Given the Iranian support to these militias, the US has refused to work with them or act as their supporting air force, in the same way they have been for the Iraqi Army and the Kurdish Peshmerga. They also fear that PMU participation in operations in Sunni-majority parts of Iraq would turn local Sunnis against the Iraqi military and the coalition, which would seriously complicate efforts to uproot and defeat ISIS.
In March 2015 the PMU single-handedly launched an offensive against then ISIS-occupied Tikrit. They told the Iraqi Army they were welcome to participate provided they forbid the US from joining up. This was an attempt to demonstrate that they could fight ISIS without Washington’s support. The stunt ended in abject failure for them. They withdrew under ISIS fire and the Iraqi Army moved in with US air support and recaptured the town in one of their first major victories against the militants since the war began (Kenneth M. Pollack, “Iraq’s Mr. Abadi Comes to Washington“, Brookings Institution, 13 April 2015).
By May 2016 the PMU had spent two years besieging ISIS in Bashir, a small farming village in the province of Kirkuk. They only succeeded in retaking that village after playing a small supporting role to the Kurdish Peshmerga, who managed to rout the militants in just a few days.
In the operation to recapture Fallujah (in May and June of this year) Baghdad allotted the PMU a supporting role in the operation, in hopes of keeping them out of the actual city. But in that role they still abused and brutalized some of the approximate 50,000 civilians who fled that bombed and ruined city throughout the course of that assault.
In the present operation in Mosul, a Sunni Arab-majority city with a remaining population of up to 1.2 million people in the hands of between 3,000 and 5,000 ISIS militants, the coalition is again supporting the Iraqis in their endeavours against ISIS while opposing PMU participation.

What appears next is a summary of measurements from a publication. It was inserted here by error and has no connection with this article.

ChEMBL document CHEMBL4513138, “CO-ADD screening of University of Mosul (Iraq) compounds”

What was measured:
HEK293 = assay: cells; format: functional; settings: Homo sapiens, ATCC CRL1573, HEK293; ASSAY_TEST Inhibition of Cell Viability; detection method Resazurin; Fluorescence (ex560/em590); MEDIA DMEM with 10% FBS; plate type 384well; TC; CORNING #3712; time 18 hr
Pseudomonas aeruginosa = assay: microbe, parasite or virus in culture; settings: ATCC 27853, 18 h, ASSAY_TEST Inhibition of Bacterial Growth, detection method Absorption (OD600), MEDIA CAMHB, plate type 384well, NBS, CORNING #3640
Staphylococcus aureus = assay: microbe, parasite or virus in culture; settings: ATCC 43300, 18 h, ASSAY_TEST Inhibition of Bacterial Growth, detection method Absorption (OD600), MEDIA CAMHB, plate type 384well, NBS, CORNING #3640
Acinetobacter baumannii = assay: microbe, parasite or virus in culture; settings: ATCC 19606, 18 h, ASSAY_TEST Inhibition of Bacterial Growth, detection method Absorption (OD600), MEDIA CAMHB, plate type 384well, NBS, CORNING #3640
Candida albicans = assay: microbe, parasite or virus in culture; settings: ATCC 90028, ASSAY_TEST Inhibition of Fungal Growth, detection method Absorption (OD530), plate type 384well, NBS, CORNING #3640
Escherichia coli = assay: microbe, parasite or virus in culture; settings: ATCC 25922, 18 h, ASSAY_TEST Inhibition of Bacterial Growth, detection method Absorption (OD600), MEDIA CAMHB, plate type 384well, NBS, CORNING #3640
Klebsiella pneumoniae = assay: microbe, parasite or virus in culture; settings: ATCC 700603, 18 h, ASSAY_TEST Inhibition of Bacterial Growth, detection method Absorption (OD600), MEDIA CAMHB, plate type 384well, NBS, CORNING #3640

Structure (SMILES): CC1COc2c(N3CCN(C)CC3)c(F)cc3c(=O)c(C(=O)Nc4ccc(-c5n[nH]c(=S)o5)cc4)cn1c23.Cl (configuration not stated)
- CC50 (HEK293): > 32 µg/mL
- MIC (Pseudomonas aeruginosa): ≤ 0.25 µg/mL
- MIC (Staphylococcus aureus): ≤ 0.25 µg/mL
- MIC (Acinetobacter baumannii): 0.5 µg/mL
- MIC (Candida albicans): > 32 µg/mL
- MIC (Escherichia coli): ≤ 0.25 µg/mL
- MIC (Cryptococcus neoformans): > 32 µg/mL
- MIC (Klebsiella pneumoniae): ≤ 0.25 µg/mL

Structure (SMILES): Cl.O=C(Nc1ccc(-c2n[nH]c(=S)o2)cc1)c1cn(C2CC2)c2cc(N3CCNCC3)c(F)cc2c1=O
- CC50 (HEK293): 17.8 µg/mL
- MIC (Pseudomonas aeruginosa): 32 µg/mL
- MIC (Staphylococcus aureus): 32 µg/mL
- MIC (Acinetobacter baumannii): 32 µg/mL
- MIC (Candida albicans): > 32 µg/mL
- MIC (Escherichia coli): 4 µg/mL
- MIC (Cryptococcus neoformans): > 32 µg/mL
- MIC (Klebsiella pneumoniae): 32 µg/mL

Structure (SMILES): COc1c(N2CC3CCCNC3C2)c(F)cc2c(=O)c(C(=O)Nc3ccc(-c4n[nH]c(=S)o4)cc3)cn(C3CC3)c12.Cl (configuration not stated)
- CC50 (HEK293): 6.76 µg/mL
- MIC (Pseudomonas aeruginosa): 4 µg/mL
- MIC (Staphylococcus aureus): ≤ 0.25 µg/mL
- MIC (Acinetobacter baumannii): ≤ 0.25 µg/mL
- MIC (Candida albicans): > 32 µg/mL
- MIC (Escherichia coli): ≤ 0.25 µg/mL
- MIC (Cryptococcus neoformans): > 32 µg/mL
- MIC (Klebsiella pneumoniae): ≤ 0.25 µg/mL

The PMU have been given again a supporting role. In the two-week old operation, Iraqi and Kurdish forces have been taking towns and villages from ISIS to the north, east and south, moving in closer to the city limits. Nobody has covered the west, leading to some speculation that the coalition secretly wants ISIS to evacuate Mosul to Syria to avoid a long drawn out and destructive battle in that metropolis.
Now, however, the PMU are moving in to Mosul’s west, fighting to capture Tal Afar (which has a large Turkmen population) and close off ISIS’s only escape route. This in turn means that two possible scenarios could come to be: ISIS doubles down and decides to fight to the death in Mosul knowing it has no exit route back to Syria, increasing the chance that more of Mosul will be destroyed and more civilians will be killed or ISIS tries to escape to Syria by trying to break through PMU lines.
The second scenario would be a particularly interesting one. While ISIS did fight sustained battles in Fallujah and the Syrian city of Manbij. In both cases they began withdrawing when it was clear they stood no chance. When leaving Fallujah their withdrawing convoys were bombed by both Iraqi and US coalition aircraft. From Manbij they managed to escape since the US suspected they had civilians with them as human shields.
If ISIS were to make a similar move in Mosul while the PMU remain the only force standing to their west that raises the question how the US and the coalition would respond. For one the coalition does not want to work with the PMU and the PMU do not in any way want to be seen working with the Americans – since they oppose their presence in Iraq to begin. Simply bombing ISIS as they try to break through PMU lines to get back to Syria increases the chance that the US kills PMU through lack of coordination, like it did to at least 62 Syrian soldiers in the city of Deir Ezzor when they mistook them for ISIS militants in the same vicinity in September. This would likely inflame the PMU and could lead them to target American forces and interests in Iraq in retaliation, as they have already threatened to do.
As the battle for Mosul progresses and looks set to last at least another few weeks, if not months, the role of the PMU should be carefully observed given the important positions they are now beginning to occupy.
Hauke Feickert, “Iraqis argue over war strategy“, offiziere.ch, 04.08.2015.